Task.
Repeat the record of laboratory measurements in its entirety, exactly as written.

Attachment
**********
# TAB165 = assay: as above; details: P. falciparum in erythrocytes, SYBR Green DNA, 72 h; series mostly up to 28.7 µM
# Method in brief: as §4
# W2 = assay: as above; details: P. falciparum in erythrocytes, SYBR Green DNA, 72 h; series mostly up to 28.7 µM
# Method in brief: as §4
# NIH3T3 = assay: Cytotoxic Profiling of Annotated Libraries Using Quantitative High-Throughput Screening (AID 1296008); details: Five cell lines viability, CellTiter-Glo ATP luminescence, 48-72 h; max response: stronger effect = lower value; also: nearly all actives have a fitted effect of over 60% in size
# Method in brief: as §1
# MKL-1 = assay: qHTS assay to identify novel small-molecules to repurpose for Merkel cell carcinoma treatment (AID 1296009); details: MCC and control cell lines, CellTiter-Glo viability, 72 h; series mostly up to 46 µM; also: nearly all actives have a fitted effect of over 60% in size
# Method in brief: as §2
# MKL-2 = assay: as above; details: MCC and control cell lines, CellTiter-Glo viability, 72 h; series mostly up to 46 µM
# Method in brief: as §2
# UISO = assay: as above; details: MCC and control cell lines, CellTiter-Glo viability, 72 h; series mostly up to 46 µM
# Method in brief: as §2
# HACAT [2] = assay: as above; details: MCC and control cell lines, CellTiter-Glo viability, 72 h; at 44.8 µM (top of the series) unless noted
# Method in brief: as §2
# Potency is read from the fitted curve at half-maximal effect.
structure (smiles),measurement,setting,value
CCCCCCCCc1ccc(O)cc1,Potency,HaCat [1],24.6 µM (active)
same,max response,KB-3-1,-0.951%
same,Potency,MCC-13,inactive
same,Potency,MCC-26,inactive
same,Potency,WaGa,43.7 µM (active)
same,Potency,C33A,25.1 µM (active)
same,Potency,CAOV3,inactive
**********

# TAB165 = assay: as above; details: P. falciparum in erythrocytes, SYBR Green DNA, 72 h; series mostly up to 28.7 µM
# Method in brief: as §4
# W2 = assay: as above; details: P. falciparum in erythrocytes, SYBR Green DNA, 72 h; series mostly up to 28.7 µM
# Method in brief: as §4
# NIH3T3 = assay: Cytotoxic Profiling of Annotated Libraries Using Quantitative High-Throughput Screening (AID 1296008); details: Five cell lines viability, CellTiter-Glo ATP luminescence, 48-72 h; max response: stronger effect = lower value; also: nearly all actives have a fitted effect of over 60% in size
# Method in brief: as §1
# MKL-1 = assay: qHTS assay to identify novel small-molecules to repurpose for Merkel cell carcinoma treatment (AID 1296009); details: MCC and control cell lines, CellTiter-Glo viability, 72 h; series mostly up to 46 µM; also: nearly all actives have a fitted effect of over 60% in size
# Method in brief: as §2
# MKL-2 = assay: as above; details: MCC and control cell lines, CellTiter-Glo viability, 72 h; series mostly up to 46 µM
# Method in brief: as §2
# UISO = assay: as above; details: MCC and control cell lines, CellTiter-Glo viability, 72 h; series mostly up to 46 µM
# Method in brief: as §2
# HACAT [2] = assay: as above; details: MCC and control cell lines, CellTiter-Glo viability, 72 h; at 44.8 µM (top of the series) unless noted
# Method in brief: as §2
# Potency is read from the fitted curve at half-maximal effect.
structure (smiles),measurement,setting,value
CCCCCCCCc1ccc(O)cc1,Potency,HaCat [1],24.6 µM (active)
same,max response,KB-3-1,-0.951%
same,Potency,MCC-13,inactive
same,Potency,MCC-26,inactive
same,Potency,WaGa,43.7 µM (active)
same,Potency,C33A,25.1 µM (active)
same,Potency,CAOV3,inactive